Whales eat (and poop) more than we thought
Whales are, by weight, the largest animals to exist in the history of life on Earth. They can weigh up to twice that of the largest dinosaurs with blue whales weighing in around 150 tonnes. Up to now, we didn’t know exactly how much food a whale was eating but new research published in Nature found that whales are eating up to three times more than we first thought.
A team of researchers from Stanford University investigated the feeding habits of 321 whales over seven different species using state-of-the-art technology. Previous methods involved crude metabolic modeling and experiments at whaling stations weighing the insides of a whale’s stomach. Lead author Matthew Savoca explained, ‘‘we hadn’t measured on a living whale how much food it was eating".
To measure how much food a living whale eats, the team counted the number of gulps taken by a whale during feeding using a suction cup tag the size of a rugby ball that is able to sense when water is taken in. The tags work in a similar manner to sensors in our smartphones, and are able to detect motion with very high resolution. Researchers assessed the size of the gulp through analysing aerial images obtained by drones. Finally, the team probed the density of prey in the water using an echo-sounder which works analogously to how dolphins and bats assess their prey using reflected sound waves. Combining the number of gulps, size of gulps and density of prey allows for an estimate as to how much food these whales are eating. The answer turns out to be around 10-20 % of their body weight on feeding days, which is far higher than initial estimates.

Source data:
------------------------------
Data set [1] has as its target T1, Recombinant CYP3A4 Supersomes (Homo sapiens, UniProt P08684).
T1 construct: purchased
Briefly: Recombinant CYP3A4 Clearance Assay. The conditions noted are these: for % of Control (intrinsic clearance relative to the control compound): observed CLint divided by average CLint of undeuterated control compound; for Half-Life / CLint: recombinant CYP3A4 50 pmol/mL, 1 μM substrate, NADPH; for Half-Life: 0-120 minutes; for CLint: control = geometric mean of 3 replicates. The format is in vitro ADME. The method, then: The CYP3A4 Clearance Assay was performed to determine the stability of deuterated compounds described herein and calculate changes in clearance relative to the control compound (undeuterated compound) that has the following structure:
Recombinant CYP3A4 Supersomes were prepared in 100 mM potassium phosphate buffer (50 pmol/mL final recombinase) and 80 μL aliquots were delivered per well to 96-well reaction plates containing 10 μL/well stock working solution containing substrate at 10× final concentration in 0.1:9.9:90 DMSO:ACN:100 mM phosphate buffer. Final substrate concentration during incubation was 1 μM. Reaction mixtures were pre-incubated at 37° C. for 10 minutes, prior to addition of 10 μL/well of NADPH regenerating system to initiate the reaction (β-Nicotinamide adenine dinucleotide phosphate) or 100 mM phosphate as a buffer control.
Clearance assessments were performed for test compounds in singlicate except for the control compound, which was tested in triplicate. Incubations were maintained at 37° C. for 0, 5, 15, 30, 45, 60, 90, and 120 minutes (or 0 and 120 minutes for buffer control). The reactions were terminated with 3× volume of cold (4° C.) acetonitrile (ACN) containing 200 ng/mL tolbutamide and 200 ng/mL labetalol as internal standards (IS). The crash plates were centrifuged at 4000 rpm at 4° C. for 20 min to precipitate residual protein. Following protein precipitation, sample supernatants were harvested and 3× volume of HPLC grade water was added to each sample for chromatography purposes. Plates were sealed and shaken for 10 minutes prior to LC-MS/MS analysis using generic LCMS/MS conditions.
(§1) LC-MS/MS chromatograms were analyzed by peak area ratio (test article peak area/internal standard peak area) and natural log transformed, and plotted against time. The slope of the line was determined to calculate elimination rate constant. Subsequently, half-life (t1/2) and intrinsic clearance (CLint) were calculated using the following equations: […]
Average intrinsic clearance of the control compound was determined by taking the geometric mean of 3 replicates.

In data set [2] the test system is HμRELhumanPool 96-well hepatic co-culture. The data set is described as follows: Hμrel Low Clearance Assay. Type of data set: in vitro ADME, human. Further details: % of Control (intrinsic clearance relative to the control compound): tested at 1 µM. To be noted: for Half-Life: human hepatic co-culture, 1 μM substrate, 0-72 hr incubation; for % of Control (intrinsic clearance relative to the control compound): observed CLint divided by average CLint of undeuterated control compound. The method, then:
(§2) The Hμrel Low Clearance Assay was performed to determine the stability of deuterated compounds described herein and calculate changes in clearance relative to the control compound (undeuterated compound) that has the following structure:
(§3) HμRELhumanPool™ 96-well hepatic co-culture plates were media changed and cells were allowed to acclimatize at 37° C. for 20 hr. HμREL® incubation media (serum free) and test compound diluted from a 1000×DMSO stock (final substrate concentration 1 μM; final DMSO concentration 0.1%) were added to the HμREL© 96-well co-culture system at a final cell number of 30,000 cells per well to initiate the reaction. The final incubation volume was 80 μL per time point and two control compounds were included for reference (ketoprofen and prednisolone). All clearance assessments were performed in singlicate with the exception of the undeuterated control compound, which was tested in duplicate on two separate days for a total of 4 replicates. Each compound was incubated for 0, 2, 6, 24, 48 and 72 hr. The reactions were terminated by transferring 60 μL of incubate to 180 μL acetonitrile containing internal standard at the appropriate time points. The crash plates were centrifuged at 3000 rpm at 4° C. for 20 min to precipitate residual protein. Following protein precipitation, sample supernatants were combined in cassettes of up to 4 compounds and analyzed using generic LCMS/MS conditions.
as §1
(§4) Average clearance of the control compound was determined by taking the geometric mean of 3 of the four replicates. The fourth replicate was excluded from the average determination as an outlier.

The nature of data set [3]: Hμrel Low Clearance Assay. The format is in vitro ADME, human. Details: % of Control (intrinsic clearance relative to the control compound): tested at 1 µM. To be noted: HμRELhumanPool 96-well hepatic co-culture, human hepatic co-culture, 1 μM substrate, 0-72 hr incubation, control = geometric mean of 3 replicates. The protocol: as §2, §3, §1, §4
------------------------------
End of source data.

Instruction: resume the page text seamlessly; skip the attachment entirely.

The significance of these results lies in the key role whale poop plays in ocean ecosystems. Whale poop is critical for nutrient recycling, returning components such as iron to the water for smaller creatures like plankton and phytoplankton to feed on. More poop means more plankton leading to more krill and more fish in our oceans. "Ecosystems with whales are more productive than ecosystems without" says Savoca. Not only do these findings expand our understanding of whale ecology but also in our understanding of their role in marine ecosystems.
Savoca comments on the team's findings, “we need a world with whales and this work helps expand our understanding of why that is so.”